New York Attorney General Eric Schneiderman suddenly resigned on Monday night, but it doesn’t appear to have impacted that office’s inquiry into 13 cryptocurrency exchanges.
According to Amy Spitalnick, a press secretary of Attorney General’s Office, the office’s work continues.
In April, the New York Attorney General’s Office launched a fact-finding inquiry into 13 cryptocurrency exchanges. The exchanges were sent questionnaires, which included questions about their business models, operations, funding, trading protocols, leadership and business relationships.
Schneiderman’s abrupt resignation came hours after the publication of an article in the New Yorker.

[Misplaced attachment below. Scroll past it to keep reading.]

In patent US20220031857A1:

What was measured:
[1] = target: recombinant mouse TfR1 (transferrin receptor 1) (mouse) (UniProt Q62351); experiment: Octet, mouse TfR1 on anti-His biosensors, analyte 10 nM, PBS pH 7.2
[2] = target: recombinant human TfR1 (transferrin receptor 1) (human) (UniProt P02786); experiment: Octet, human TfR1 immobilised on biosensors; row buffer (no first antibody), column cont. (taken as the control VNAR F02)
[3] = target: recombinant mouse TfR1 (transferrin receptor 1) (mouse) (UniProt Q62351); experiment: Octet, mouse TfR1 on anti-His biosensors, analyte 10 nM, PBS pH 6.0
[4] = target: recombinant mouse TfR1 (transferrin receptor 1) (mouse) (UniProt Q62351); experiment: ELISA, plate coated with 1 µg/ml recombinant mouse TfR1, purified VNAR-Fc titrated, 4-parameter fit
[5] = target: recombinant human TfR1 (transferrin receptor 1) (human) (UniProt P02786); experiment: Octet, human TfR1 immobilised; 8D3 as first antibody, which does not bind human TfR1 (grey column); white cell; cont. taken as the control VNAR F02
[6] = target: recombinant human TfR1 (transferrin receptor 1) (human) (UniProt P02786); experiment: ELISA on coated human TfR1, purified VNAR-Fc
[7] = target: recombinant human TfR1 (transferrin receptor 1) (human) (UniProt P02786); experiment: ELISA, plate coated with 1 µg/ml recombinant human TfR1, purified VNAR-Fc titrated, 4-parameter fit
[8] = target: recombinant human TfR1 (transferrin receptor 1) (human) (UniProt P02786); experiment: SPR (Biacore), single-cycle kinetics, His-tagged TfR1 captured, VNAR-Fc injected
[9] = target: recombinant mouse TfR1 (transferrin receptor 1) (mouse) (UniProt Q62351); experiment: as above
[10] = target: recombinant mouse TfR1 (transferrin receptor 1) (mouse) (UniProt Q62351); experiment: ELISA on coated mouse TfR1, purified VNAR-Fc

Four women alleged in the report that Schneiderman had “repeatedly hit them, often after drinking, frequently in bed and never with their consent.” The women, 2 of whom spoke on the record, were all former romantic partners of Schneiderman.
Most exchanges expressed support for New York Attorney General request, stating that they were looking forward to cooperating with the AG’s inquiry and increasing transparency in the crypto industry.
But a crypto exchange Kraken, which is operating outside the state of New York, did not like the interference of a state authority outside its jurisdiction. Jesse Powell, CEO of Kraken said that the exchange will not provide any information about its business. Later Kraken puplished its position on regulation.